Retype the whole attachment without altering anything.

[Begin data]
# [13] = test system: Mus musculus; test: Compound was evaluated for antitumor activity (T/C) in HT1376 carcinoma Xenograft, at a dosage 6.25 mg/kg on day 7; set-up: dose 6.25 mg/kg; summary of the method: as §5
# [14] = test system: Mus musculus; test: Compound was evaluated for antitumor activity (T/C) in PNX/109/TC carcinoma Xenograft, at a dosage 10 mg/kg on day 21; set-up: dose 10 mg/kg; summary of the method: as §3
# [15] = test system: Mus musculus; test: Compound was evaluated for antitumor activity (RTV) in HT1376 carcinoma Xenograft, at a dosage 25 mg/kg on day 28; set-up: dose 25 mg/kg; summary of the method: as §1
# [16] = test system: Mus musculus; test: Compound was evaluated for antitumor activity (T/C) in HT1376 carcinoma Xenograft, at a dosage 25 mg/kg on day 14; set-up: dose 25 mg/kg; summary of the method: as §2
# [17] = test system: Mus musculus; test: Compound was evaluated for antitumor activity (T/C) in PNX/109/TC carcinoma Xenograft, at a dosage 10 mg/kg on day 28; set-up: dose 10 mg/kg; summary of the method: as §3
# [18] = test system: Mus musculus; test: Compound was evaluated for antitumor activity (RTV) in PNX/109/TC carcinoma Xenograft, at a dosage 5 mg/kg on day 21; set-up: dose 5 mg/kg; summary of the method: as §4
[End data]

# [13] = test system: Mus musculus; test: Compound was evaluated for antitumor activity (T/C) in HT1376 carcinoma Xenograft, at a dosage 6.25 mg/kg on day 7; set-up: dose 6.25 mg/kg; summary of the method: as §5
# [14] = test system: Mus musculus; test: Compound was evaluated for antitumor activity (T/C) in PNX/109/TC carcinoma Xenograft, at a dosage 10 mg/kg on day 21; set-up: dose 10 mg/kg; summary of the method: as §3
# [15] = test system: Mus musculus; test: Compound was evaluated for antitumor activity (RTV) in HT1376 carcinoma Xenograft, at a dosage 25 mg/kg on day 28; set-up: dose 25 mg/kg; summary of the method: as §1
# [16] = test system: Mus musculus; test: Compound was evaluated for antitumor activity (T/C) in HT1376 carcinoma Xenograft, at a dosage 25 mg/kg on day 14; set-up: dose 25 mg/kg; summary of the method: as §2
# [17] = test system: Mus musculus; test: Compound was evaluated for antitumor activity (T/C) in PNX/109/TC carcinoma Xenograft, at a dosage 10 mg/kg on day 28; set-up: dose 10 mg/kg; summary of the method: as §3
# [18] = test system: Mus musculus; test: Compound was evaluated for antitumor activity (RTV) in PNX/109/TC carcinoma Xenograft, at a dosage 5 mg/kg on day 21; set-up: dose 5 mg/kg; summary of the method: as §4